Question for the tea party and everyone who voted for tea party Republicans in November: Did you enjoy your purely cosmetic vote to repeal the health care reform law? Personally, I would feel pandered to, and not particularly satisfied with all of that fiscally expensive congressional time being wasted on a vote that meant absolutely nothing. But that's me.
I mean, you and your peers are obsessively focused on budget deficits and the national debt. Perhaps all of that federal money, all of that federal time and all of those federal resources would have been more effectively spent on something that had a chance of actually happening. Instead, you mandated that your Republican members of the House spend countless dollars on a symbolic exercise in, well, hooey. Nonsense. The political equivalent of pissing into the wind.
Considering that many of us on the progressive side of the political divide supported the health care law in part because it actually reduces the deficit, and considering that many of us on the progressive side of the political divide supported the stimulus and, within it, the largest middle class tax cut in American history, I'm getting a strong idea as to who is more interested in fiscal discipline and who isn't.
With this meaningless vote, not only have the Republicans proved themselves to be entirely disinterested in reducing the deficit, but they've also reinforced their obsession with bumper sticker slogans, self-contradictions and utterly nonsensical political gestures.
Here are two more fantastic examples of how Republicans seriously dislike health care reform, socialized medicine and "government-run" healthcare -- that is, until they actually need it.
You may or may not recall a study conducted before the health care reform law was passed by the office of Rep. Anthony Weiner. At the time, 55 Republican members of Congress were enrolled in Medicare, including Senators McCain, McConnell, Kyl, Shelby, Lugar, Inhofe and Grassley. All of whom were opposed to the public option and health care reform.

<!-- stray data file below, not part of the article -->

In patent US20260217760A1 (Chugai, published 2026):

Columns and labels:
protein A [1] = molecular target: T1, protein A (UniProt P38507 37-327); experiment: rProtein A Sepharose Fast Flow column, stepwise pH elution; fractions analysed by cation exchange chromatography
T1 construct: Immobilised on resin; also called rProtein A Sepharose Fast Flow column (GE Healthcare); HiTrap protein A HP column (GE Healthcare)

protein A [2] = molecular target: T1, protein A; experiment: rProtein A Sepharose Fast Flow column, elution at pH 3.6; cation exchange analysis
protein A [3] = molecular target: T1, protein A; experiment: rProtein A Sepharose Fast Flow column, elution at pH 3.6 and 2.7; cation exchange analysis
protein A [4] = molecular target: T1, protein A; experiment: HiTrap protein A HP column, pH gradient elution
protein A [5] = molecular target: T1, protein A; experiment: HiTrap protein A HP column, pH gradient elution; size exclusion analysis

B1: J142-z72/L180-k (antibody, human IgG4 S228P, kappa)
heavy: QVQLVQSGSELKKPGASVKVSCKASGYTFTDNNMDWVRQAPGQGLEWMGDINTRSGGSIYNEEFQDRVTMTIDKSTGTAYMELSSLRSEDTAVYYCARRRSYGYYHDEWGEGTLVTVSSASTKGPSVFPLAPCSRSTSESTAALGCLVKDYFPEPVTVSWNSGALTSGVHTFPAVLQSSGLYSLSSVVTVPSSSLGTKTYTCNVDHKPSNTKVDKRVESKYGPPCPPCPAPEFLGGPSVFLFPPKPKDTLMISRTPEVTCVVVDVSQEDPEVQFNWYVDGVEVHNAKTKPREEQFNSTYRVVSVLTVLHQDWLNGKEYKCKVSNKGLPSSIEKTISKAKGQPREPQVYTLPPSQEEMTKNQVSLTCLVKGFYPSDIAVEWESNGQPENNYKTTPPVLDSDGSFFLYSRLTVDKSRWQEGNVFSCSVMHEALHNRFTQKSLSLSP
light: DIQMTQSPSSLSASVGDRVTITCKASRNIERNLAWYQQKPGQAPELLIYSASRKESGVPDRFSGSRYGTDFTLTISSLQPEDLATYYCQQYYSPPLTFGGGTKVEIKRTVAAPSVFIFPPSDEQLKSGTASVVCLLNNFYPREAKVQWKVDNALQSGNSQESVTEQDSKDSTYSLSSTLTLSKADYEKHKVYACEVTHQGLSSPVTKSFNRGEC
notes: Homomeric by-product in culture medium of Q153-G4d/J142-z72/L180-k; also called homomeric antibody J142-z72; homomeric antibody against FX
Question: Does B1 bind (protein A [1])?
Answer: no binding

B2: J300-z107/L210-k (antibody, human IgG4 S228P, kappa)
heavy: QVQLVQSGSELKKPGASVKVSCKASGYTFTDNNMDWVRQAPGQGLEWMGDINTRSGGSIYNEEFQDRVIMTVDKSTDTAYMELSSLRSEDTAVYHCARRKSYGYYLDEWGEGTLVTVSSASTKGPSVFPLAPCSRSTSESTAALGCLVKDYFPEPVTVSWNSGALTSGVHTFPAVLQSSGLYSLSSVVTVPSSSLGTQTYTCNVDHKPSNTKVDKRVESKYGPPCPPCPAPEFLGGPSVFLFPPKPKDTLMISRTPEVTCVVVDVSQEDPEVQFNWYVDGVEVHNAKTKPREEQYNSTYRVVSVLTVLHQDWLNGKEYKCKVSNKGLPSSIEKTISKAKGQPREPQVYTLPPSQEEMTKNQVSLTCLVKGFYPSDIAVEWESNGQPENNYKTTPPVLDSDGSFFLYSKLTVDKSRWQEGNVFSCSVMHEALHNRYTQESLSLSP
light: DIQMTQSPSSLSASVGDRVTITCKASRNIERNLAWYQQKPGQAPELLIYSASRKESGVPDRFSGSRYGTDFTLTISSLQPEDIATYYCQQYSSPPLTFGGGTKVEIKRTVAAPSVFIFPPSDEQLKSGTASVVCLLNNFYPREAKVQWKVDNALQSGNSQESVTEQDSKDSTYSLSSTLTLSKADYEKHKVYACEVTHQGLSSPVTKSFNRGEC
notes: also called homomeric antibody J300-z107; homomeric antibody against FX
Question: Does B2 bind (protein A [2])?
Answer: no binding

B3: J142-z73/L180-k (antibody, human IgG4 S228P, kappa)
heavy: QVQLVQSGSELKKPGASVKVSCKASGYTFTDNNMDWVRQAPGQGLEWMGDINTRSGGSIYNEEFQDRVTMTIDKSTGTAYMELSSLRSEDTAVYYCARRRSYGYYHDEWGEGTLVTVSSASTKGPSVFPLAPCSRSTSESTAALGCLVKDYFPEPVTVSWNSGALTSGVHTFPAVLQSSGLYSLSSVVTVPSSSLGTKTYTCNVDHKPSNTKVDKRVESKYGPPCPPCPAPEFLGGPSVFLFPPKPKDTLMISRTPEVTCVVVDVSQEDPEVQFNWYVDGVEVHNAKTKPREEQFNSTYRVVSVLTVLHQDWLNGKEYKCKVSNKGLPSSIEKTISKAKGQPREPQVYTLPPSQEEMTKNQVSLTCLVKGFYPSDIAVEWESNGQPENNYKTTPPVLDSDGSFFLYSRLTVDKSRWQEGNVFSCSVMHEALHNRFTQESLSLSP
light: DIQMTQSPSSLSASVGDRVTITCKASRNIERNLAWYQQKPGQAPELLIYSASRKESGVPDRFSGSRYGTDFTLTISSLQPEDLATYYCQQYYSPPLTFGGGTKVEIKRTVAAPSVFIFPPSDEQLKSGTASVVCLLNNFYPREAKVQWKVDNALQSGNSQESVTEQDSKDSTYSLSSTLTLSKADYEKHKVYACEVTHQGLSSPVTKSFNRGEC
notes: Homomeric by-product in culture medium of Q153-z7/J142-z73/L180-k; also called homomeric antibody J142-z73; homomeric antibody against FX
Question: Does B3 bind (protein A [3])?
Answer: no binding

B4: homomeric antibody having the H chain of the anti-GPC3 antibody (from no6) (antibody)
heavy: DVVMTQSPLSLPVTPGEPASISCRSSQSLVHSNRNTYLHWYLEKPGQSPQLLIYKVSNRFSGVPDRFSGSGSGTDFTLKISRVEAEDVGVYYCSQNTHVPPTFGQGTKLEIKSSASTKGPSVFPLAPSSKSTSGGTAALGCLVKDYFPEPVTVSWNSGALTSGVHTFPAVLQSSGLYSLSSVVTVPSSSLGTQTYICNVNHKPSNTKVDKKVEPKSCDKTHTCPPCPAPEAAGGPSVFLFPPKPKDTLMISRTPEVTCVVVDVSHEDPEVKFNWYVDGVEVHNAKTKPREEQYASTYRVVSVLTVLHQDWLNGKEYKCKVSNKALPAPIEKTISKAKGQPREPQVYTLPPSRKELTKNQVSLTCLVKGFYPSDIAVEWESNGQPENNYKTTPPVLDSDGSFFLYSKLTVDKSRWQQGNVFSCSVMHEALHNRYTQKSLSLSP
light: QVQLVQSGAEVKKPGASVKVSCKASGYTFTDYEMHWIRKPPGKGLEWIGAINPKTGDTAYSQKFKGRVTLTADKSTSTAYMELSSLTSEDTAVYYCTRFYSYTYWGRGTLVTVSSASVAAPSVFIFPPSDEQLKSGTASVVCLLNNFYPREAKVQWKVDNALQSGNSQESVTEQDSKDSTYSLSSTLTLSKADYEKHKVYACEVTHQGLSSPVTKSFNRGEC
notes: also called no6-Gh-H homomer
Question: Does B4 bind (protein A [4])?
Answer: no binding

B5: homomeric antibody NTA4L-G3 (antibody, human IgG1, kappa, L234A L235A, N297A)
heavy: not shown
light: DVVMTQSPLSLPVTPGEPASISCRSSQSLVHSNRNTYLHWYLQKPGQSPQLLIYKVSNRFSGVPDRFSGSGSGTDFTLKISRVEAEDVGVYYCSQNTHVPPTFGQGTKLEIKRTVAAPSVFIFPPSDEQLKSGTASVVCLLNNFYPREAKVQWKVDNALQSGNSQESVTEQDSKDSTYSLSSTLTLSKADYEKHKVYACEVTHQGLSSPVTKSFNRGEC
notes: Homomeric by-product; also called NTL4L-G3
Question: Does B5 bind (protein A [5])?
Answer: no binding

On the House side, Rep. Weiner's list includes Peter King, Phil Gingrey, wingnut Virginia Foxx and the godfather of the tea party movement Ron Paul. Seriously, Ron Paul! All 55 members are accepting a form of the public option. Government-run health care. Socialized medicine. I wonder what Ayn Rand would say about Ron Paul accepting Medicare? A program that, more than anything else, will help to bump the national debt from 15 percent of GDP to 35 percent of GDP by 2082. And they claim to be worried about the debt? That's rich.
Where are the tea party budget hawks -- the tri-corned hat reenactors with their misspelled signs and racist voodoo portraits of the president -- screeching for Ron Paul to give up his share in American socialism?
Speaking of tri-corned hats, it's worth noting here that the founding fathers, with whom the tea party and the Republicans claim political kinship, actually passed a law in 1798 that included a health care mandate and a socialized medicine plan. According to Forbes reporter Richard Ungar, "Congress passed -- and President John Adams signed 'An Act for the Relief of Sick and Disabled Seamen.' The law authorized the creation of a government operated marine hospital service and mandated that privately employed sailors be required to purchase health care insurance."